Difference-in-difference analyses with a small number of groups can produce standard errors that are too low, making confidence intervals overly narrow.37 We therefore estimated the P value with permutation tests using the 3-state groups included in the main analysis, as well as selecting 1 additional 3-state group from among the 8 other states that collected data on sexual orientation identity: Minnesota, Wisconsin, and Pennsylvania. In 1000 permutations, we randomly selected 3 of the 4 state groups and randomly selected a so-called treatment state and 2 control states for each group. The P value is based on the percent chance of obtaining the estimated t statistic from the permutation test distribution of t statistics. We considered P values less than .05 statistically significant. We also conducted sensitivity analyses, repeating the main analysis using a logistic regression model, including participants older than 65 years, excluding participants who reported that they were unsure of their sexual orientation, including same-sex marriage laws, and using the continuous measure of mentally unhealthy days as the main outcome.

Results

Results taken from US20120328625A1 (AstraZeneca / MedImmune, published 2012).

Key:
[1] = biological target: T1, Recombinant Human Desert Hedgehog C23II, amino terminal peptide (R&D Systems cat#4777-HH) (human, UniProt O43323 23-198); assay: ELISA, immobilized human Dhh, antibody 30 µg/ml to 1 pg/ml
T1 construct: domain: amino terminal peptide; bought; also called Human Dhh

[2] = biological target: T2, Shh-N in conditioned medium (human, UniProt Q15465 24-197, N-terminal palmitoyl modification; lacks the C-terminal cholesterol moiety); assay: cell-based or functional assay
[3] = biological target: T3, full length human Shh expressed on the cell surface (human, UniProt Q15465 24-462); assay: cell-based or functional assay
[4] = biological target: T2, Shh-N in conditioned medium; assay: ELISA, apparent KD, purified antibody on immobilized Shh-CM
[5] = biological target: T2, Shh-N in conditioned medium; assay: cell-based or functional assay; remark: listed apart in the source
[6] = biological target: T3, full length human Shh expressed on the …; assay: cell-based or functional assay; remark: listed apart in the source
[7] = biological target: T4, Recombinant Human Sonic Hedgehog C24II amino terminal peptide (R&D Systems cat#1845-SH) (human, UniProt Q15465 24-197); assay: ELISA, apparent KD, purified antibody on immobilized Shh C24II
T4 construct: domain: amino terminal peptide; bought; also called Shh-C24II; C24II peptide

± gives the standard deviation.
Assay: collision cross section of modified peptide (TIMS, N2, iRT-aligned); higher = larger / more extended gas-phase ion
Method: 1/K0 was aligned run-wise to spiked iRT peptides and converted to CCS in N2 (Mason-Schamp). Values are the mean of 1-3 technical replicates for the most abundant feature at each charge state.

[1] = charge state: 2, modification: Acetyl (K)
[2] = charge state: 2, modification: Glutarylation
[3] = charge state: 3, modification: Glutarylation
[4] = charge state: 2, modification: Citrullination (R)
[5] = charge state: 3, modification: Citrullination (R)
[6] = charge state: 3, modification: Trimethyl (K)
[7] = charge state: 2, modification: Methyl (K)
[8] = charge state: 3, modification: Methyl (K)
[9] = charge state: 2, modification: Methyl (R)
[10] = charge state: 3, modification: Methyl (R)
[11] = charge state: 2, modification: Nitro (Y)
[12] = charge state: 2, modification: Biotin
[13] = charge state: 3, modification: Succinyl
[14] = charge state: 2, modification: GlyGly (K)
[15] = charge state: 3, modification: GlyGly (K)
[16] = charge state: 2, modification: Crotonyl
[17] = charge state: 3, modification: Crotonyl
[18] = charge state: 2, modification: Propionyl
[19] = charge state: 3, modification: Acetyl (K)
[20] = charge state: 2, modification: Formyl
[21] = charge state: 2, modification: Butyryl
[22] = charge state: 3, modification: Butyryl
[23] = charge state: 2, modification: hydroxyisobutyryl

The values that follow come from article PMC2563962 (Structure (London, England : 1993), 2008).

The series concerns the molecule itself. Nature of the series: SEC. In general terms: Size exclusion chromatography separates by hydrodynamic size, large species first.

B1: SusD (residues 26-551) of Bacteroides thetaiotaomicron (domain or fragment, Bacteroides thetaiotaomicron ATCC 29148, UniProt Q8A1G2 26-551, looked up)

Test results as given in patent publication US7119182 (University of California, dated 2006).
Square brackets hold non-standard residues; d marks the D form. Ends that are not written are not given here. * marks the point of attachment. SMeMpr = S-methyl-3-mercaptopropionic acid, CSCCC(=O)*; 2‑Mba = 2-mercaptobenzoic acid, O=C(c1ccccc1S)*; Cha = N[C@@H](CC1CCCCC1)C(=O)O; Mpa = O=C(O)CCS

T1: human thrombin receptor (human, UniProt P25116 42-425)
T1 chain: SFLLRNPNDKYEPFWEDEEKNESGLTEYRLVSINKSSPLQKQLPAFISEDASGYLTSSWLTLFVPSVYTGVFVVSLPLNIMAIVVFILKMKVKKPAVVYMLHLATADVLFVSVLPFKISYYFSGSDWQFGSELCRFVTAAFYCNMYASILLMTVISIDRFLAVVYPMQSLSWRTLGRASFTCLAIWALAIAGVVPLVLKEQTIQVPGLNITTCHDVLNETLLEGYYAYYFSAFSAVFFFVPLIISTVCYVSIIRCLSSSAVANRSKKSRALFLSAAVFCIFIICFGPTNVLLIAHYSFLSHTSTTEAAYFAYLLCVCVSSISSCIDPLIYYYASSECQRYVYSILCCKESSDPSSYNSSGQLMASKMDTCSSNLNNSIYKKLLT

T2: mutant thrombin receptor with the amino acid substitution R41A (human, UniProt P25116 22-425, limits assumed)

The sample included 109 089 adults, with 71 575 in 6 control states and 37 514 in 3 states that passed laws permitting denial of services to same-sex couples. We describe the characteristics of participants in Table 1. Of the adults in the full sample, 4656 (4.8%; all percentages incorporate survey weights) identified as sexual minorities; 17 146 (11.8%) of adults were excluded because of nonresponses to the sexual orientation question.

In 2014, 5130 of 43 719 (12.5%) of heterosexual adults and 373 of 1876 (23.0%) of sexual minority adults in the 9 states in the sample experienced mental distress. Baseline levels of mental distress were similar among sexual minority adults in same-sex denial states (156 of 815; 21.9%) and control states (217 of 1061; 23.5%) and did not significantly differ (adjusted odds ratio [aOR], 0.96; 95% CI, 0.43 to 2.16; P = .92). In the 2012 to 2014 dataset, trends in mental distress were not statistically significantly different in states that implemented laws permitting denial of services to same-sex couples compared with control states (aOR, 1.02; 95% CI, 0.96 to 1.09; eTable 4 and the eFigure in the Supplement).